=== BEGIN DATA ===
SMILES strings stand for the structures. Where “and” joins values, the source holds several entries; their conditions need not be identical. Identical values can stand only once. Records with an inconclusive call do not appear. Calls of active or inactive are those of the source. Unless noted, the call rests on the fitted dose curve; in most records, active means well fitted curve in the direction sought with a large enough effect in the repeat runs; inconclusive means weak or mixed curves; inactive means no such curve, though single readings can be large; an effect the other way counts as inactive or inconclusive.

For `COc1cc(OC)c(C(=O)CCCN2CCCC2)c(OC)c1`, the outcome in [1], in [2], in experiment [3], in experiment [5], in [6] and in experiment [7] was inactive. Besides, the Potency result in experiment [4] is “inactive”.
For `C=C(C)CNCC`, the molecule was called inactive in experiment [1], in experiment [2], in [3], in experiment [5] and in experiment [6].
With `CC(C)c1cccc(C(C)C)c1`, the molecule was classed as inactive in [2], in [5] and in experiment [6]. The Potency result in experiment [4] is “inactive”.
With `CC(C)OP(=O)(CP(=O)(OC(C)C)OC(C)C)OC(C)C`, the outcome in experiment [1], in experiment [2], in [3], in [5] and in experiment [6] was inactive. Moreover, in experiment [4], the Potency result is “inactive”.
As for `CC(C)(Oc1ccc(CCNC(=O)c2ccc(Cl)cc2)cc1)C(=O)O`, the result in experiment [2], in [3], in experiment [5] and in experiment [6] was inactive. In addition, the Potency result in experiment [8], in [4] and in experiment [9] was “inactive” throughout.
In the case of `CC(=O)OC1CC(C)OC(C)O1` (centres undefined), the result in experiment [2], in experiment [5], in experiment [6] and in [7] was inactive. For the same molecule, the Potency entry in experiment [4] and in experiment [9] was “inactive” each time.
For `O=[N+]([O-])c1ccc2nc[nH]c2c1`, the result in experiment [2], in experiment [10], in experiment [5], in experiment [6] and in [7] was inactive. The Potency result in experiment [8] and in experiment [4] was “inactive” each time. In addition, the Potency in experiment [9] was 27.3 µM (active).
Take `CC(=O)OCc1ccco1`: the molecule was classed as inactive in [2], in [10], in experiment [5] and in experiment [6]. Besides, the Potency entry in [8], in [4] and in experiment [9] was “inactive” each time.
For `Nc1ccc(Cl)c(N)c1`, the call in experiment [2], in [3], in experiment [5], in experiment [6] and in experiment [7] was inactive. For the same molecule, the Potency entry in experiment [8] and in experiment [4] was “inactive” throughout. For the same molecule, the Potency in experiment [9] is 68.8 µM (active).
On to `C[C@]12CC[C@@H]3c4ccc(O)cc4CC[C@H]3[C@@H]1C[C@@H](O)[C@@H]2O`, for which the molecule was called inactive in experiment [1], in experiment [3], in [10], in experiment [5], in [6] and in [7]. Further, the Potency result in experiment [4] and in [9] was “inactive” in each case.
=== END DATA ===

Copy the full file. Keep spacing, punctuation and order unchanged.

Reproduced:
SMILES strings stand for the structures. Where “and” joins values, the source holds several entries; their conditions need not be identical. Identical values can stand only once. Records with an inconclusive call do not appear. Calls of active or inactive are those of the source. Unless noted, the call rests on the fitted dose curve; in most records, active means well fitted curve in the direction sought with a large enough effect in the repeat runs; inconclusive means weak or mixed curves; inactive means no such curve, though single readings can be large; an effect the other way counts as inactive or inconclusive.

For `COc1cc(OC)c(C(=O)CCCN2CCCC2)c(OC)c1`, the outcome in [1], in [2], in experiment [3], in experiment [5], in [6] and in experiment [7] was inactive. Besides, the Potency result in experiment [4] is “inactive”.
For `C=C(C)CNCC`, the molecule was called inactive in experiment [1], in experiment [2], in [3], in experiment [5] and in experiment [6].
With `CC(C)c1cccc(C(C)C)c1`, the molecule was classed as inactive in [2], in [5] and in experiment [6]. The Potency result in experiment [4] is “inactive”.
With `CC(C)OP(=O)(CP(=O)(OC(C)C)OC(C)C)OC(C)C`, the outcome in experiment [1], in experiment [2], in [3], in [5] and in experiment [6] was inactive. Moreover, in experiment [4], the Potency result is “inactive”.
As for `CC(C)(Oc1ccc(CCNC(=O)c2ccc(Cl)cc2)cc1)C(=O)O`, the result in experiment [2], in [3], in experiment [5] and in experiment [6] was inactive. In addition, the Potency result in experiment [8], in [4] and in experiment [9] was “inactive” throughout.
In the case of `CC(=O)OC1CC(C)OC(C)O1` (centres undefined), the result in experiment [2], in experiment [5], in experiment [6] and in [7] was inactive. For the same molecule, the Potency entry in experiment [4] and in experiment [9] was “inactive” each time.
For `O=[N+]([O-])c1ccc2nc[nH]c2c1`, the result in experiment [2], in experiment [10], in experiment [5], in experiment [6] and in [7] was inactive. The Potency result in experiment [8] and in experiment [4] was “inactive” each time. In addition, the Potency in experiment [9] was 27.3 µM (active).
Take `CC(=O)OCc1ccco1`: the molecule was classed as inactive in [2], in [10], in experiment [5] and in experiment [6]. Besides, the Potency entry in [8], in [4] and in experiment [9] was “inactive” each time.
For `Nc1ccc(Cl)c(N)c1`, the call in experiment [2], in [3], in experiment [5], in experiment [6] and in experiment [7] was inactive. For the same molecule, the Potency entry in experiment [8] and in experiment [4] was “inactive” throughout. For the same molecule, the Potency in experiment [9] is 68.8 µM (active).
On to `C[C@]12CC[C@@H]3c4ccc(O)cc4CC[C@H]3[C@@H]1C[C@@H](O)[C@@H]2O`, for which the molecule was called inactive in experiment [1], in experiment [3], in [10], in experiment [5], in [6] and in [7]. Further, the Potency result in experiment [4] and in [9] was “inactive” in each case.